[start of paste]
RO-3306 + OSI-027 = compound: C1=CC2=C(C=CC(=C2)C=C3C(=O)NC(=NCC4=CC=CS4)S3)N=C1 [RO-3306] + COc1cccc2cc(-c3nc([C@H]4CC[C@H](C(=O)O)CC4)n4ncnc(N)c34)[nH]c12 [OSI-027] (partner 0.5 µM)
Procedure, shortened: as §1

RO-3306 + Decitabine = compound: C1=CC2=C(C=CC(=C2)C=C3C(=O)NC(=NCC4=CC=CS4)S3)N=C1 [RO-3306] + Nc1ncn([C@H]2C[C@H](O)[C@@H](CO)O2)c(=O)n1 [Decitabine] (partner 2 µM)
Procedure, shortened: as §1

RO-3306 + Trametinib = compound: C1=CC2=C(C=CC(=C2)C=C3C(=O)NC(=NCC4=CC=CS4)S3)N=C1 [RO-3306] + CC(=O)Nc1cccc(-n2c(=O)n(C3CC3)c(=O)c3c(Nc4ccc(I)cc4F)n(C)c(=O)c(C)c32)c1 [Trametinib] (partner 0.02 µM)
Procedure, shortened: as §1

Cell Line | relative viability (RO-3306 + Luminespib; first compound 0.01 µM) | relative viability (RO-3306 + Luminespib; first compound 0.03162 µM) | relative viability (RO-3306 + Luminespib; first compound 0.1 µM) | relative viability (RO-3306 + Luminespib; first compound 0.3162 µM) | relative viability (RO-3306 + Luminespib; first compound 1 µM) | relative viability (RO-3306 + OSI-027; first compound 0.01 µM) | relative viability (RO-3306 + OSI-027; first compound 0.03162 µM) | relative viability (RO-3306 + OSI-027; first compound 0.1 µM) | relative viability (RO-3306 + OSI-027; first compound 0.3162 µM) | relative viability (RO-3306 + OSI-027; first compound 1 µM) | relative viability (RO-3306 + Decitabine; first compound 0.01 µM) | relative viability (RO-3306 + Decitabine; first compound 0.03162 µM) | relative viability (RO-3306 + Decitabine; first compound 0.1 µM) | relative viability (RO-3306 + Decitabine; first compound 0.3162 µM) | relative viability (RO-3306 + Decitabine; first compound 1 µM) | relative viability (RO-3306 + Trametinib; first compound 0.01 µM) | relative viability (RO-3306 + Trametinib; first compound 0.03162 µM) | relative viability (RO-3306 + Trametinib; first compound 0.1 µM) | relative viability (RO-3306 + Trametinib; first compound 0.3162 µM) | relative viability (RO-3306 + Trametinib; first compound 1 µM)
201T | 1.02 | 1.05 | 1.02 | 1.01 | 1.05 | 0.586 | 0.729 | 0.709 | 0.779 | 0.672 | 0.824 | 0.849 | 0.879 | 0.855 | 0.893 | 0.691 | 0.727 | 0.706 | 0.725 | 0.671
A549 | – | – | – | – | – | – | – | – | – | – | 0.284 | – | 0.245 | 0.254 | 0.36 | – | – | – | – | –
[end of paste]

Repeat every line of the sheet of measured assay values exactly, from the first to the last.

RO-3306 + OSI-027 = compound: C1=CC2=C(C=CC(=C2)C=C3C(=O)NC(=NCC4=CC=CS4)S3)N=C1 [RO-3306] + COc1cccc2cc(-c3nc([C@H]4CC[C@H](C(=O)O)CC4)n4ncnc(N)c34)[nH]c12 [OSI-027] (partner 0.5 µM)
Procedure, shortened: as §1

RO-3306 + Decitabine = compound: C1=CC2=C(C=CC(=C2)C=C3C(=O)NC(=NCC4=CC=CS4)S3)N=C1 [RO-3306] + Nc1ncn([C@H]2C[C@H](O)[C@@H](CO)O2)c(=O)n1 [Decitabine] (partner 2 µM)
Procedure, shortened: as §1

RO-3306 + Trametinib = compound: C1=CC2=C(C=CC(=C2)C=C3C(=O)NC(=NCC4=CC=CS4)S3)N=C1 [RO-3306] + CC(=O)Nc1cccc(-n2c(=O)n(C3CC3)c(=O)c3c(Nc4ccc(I)cc4F)n(C)c(=O)c(C)c32)c1 [Trametinib] (partner 0.02 µM)
Procedure, shortened: as §1

Cell Line | relative viability (RO-3306 + Luminespib; first compound 0.01 µM) | relative viability (RO-3306 + Luminespib; first compound 0.03162 µM) | relative viability (RO-3306 + Luminespib; first compound 0.1 µM) | relative viability (RO-3306 + Luminespib; first compound 0.3162 µM) | relative viability (RO-3306 + Luminespib; first compound 1 µM) | relative viability (RO-3306 + OSI-027; first compound 0.01 µM) | relative viability (RO-3306 + OSI-027; first compound 0.03162 µM) | relative viability (RO-3306 + OSI-027; first compound 0.1 µM) | relative viability (RO-3306 + OSI-027; first compound 0.3162 µM) | relative viability (RO-3306 + OSI-027; first compound 1 µM) | relative viability (RO-3306 + Decitabine; first compound 0.01 µM) | relative viability (RO-3306 + Decitabine; first compound 0.03162 µM) | relative viability (RO-3306 + Decitabine; first compound 0.1 µM) | relative viability (RO-3306 + Decitabine; first compound 0.3162 µM) | relative viability (RO-3306 + Decitabine; first compound 1 µM) | relative viability (RO-3306 + Trametinib; first compound 0.01 µM) | relative viability (RO-3306 + Trametinib; first compound 0.03162 µM) | relative viability (RO-3306 + Trametinib; first compound 0.1 µM) | relative viability (RO-3306 + Trametinib; first compound 0.3162 µM) | relative viability (RO-3306 + Trametinib; first compound 1 µM)
201T | 1.02 | 1.05 | 1.02 | 1.01 | 1.05 | 0.586 | 0.729 | 0.709 | 0.779 | 0.672 | 0.824 | 0.849 | 0.879 | 0.855 | 0.893 | 0.691 | 0.727 | 0.706 | 0.725 | 0.671
A549 | – | – | – | – | – | – | – | – | – | – | 0.284 | – | 0.245 | 0.254 | 0.36 | – | – | – | – | –